Tony Blair is trying to rebuff his critics over the Iraq war with a speech on the threat of global terrorism.
Tony Blair says international terrorism is a threat to Britain
He is combining arguments for the war in Iraq and preventing the spread of weapons of mass destruction in Friday's speech in his Sedgefield constituency.
According to Downing Street, the prime minister feels too many people underestimate the terrorism threat.
Mr Blair is expected to say the public are in "mortal danger" of mistaking the nature of that threat.
Foreign Secretary Jack Straw, visiting Pakistan, repeated this belief that international terrorism represented a new scale of threat.
"We must not judge the challenges of the future against the standards of the past," Mr Straw told BBC Radio 4's Today programme.
"The profound difference is that in the past threats came from conventional sovereign states, and however terrifying, we knew how to deal with them. These new threats come from unconventional forces, very highly organised international terrorism."
Although there had been recent successes in limiting the proliferation of nuclear weapons, Mr Straw warned of the threat of terrorist networks such as al-Qaeda obtaining such weapons.
The prime minister has been seeking in recent weeks to re-focus on domestic issues.
But Iraq has remained at the top of the political agenda following Clare Short's claims British intelligence spied on UN Secretary General Kofi Annan, continuing concerns about the legality of the war and also the devastating bomb attacks in Karbala and Baghdad.
Iraq was the main subject discussed during talks in Rome on Thursday between Mr Blair and his Italian counterpart, Silvio Berlusconi.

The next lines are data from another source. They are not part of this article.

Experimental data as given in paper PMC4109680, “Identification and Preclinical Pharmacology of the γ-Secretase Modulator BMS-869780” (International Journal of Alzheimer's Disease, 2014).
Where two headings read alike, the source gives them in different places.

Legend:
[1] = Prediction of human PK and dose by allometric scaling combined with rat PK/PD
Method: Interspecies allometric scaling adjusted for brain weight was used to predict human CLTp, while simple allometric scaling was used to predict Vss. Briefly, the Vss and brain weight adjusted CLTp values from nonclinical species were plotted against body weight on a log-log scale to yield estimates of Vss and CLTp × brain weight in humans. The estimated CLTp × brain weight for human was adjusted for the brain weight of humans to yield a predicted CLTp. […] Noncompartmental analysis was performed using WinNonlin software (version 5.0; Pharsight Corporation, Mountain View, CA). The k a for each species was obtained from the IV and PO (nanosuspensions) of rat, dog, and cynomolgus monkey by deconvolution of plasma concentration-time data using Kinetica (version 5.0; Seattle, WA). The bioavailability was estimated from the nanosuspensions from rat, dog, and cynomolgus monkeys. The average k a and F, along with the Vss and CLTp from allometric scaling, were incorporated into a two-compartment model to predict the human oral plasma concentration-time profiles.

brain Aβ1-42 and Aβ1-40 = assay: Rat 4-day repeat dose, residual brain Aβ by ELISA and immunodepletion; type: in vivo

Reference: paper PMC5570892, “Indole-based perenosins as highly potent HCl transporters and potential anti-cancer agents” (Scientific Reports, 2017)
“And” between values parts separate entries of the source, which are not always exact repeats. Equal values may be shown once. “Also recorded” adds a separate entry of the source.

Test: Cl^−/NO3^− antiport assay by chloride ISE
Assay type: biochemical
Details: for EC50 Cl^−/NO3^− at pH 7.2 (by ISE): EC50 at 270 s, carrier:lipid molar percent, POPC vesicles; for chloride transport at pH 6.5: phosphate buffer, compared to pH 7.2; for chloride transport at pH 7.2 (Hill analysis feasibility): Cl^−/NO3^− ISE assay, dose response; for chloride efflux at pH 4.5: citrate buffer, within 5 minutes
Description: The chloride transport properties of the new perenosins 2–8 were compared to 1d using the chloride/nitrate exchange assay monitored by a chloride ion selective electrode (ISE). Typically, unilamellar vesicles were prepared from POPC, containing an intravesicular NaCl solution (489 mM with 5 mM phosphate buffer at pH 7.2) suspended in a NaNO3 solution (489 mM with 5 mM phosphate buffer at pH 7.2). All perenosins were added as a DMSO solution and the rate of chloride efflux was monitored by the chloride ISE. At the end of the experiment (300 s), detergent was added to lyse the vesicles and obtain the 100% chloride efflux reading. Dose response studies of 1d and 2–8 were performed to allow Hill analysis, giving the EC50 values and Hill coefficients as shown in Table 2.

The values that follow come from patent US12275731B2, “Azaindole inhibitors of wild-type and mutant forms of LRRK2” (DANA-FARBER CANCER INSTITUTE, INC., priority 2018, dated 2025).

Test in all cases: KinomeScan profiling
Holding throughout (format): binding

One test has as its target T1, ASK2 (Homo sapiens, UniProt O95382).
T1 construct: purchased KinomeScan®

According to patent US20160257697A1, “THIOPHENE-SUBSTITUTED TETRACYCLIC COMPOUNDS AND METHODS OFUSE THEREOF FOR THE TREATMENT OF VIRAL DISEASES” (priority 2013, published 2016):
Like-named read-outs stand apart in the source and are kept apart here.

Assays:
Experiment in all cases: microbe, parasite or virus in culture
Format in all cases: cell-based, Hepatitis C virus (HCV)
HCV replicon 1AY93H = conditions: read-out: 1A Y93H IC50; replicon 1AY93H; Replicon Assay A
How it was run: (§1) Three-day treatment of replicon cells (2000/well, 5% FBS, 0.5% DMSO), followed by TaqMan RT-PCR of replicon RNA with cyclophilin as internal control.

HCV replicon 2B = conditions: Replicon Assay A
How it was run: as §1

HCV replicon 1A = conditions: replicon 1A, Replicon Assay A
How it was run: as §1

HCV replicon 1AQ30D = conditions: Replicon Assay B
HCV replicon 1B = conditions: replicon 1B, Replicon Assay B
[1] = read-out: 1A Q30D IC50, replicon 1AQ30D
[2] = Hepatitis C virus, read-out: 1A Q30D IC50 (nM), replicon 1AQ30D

Mr Blair said the situation in Iraq was of "fundamental importance" to the world's future security.
"Even if they disagreed with the war, people should understand what's happening in Iraq today," he said.
"We are trying to work with the Iraqi people to put the country on its feet.
"The struggle that's happening is a struggle that literally will be of fundamental importance to the future of the Middle East and to the future of the world."
Downing Street officials insist the prime minister is not being forced to make Friday's speech to defend his actions in Iraq.
But they say Mr Blair is convinced he needs to address the issue of international terrorism in detail for the good of the country.
The decision to go to war against Iraq faced a further challenge from former chief United Nations weapons inspector, Hans Blix, who claims that the war was illegal.
"I don't buy the argument the war was legalised by the Iraqi violation of earlier [United Nations] resolutions," he said.
But Mr Blix dismissed calls that either President Bush or Mr Blair should resign or face a tribunal over the war, saying that they were already paying a political price for their decision.